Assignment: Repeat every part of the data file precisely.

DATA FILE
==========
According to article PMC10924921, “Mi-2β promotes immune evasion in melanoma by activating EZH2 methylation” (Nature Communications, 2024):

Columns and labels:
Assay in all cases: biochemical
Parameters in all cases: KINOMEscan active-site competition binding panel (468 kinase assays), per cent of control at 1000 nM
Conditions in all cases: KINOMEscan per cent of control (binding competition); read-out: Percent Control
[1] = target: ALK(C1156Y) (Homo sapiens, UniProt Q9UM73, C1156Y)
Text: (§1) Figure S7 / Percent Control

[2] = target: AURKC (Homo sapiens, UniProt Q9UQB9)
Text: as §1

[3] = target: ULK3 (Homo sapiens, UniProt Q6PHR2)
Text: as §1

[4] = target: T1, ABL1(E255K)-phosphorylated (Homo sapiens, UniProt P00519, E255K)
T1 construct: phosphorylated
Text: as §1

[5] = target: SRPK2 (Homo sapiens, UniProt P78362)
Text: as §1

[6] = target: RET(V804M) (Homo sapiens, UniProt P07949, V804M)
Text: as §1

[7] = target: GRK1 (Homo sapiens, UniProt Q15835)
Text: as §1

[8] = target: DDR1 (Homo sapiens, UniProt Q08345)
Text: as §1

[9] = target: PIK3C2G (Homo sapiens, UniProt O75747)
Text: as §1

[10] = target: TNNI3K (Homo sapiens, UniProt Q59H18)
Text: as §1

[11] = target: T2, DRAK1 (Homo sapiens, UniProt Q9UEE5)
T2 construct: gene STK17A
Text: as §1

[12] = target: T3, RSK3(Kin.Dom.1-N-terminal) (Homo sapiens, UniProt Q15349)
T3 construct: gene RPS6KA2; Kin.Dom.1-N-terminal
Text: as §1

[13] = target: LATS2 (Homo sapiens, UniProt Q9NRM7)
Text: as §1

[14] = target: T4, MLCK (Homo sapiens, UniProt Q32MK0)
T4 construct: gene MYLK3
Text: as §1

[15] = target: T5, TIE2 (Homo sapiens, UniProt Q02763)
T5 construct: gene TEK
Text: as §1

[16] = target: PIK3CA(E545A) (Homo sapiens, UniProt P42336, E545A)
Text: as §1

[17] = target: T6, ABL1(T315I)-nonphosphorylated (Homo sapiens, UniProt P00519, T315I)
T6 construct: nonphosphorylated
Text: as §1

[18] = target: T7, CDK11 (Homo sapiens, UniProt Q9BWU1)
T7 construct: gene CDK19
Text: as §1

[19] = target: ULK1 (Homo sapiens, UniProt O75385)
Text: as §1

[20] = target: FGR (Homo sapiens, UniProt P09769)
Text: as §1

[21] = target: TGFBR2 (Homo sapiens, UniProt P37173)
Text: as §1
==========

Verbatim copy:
According to article PMC10924921, “Mi-2β promotes immune evasion in melanoma by activating EZH2 methylation” (Nature Communications, 2024):

Columns and labels:
Assay in all cases: biochemical
Parameters in all cases: KINOMEscan active-site competition binding panel (468 kinase assays), per cent of control at 1000 nM
Conditions in all cases: KINOMEscan per cent of control (binding competition); read-out: Percent Control
[1] = target: ALK(C1156Y) (Homo sapiens, UniProt Q9UM73, C1156Y)
Text: (§1) Figure S7 / Percent Control

[2] = target: AURKC (Homo sapiens, UniProt Q9UQB9)
Text: as §1

[3] = target: ULK3 (Homo sapiens, UniProt Q6PHR2)
Text: as §1

[4] = target: T1, ABL1(E255K)-phosphorylated (Homo sapiens, UniProt P00519, E255K)
T1 construct: phosphorylated
Text: as §1

[5] = target: SRPK2 (Homo sapiens, UniProt P78362)
Text: as §1

[6] = target: RET(V804M) (Homo sapiens, UniProt P07949, V804M)
Text: as §1

[7] = target: GRK1 (Homo sapiens, UniProt Q15835)
Text: as §1

[8] = target: DDR1 (Homo sapiens, UniProt Q08345)
Text: as §1

[9] = target: PIK3C2G (Homo sapiens, UniProt O75747)
Text: as §1

[10] = target: TNNI3K (Homo sapiens, UniProt Q59H18)
Text: as §1

[11] = target: T2, DRAK1 (Homo sapiens, UniProt Q9UEE5)
T2 construct: gene STK17A
Text: as §1

[12] = target: T3, RSK3(Kin.Dom.1-N-terminal) (Homo sapiens, UniProt Q15349)
T3 construct: gene RPS6KA2; Kin.Dom.1-N-terminal
Text: as §1

[13] = target: LATS2 (Homo sapiens, UniProt Q9NRM7)
Text: as §1

[14] = target: T4, MLCK (Homo sapiens, UniProt Q32MK0)
T4 construct: gene MYLK3
Text: as §1

[15] = target: T5, TIE2 (Homo sapiens, UniProt Q02763)
T5 construct: gene TEK
Text: as §1

[16] = target: PIK3CA(E545A) (Homo sapiens, UniProt P42336, E545A)
Text: as §1

[17] = target: T6, ABL1(T315I)-nonphosphorylated (Homo sapiens, UniProt P00519, T315I)
T6 construct: nonphosphorylated
Text: as §1

[18] = target: T7, CDK11 (Homo sapiens, UniProt Q9BWU1)
T7 construct: gene CDK19
Text: as §1

[19] = target: ULK1 (Homo sapiens, UniProt O75385)
Text: as §1

[20] = target: FGR (Homo sapiens, UniProt P09769)
Text: as §1

[21] = target: TGFBR2 (Homo sapiens, UniProt P37173)
Text: as §1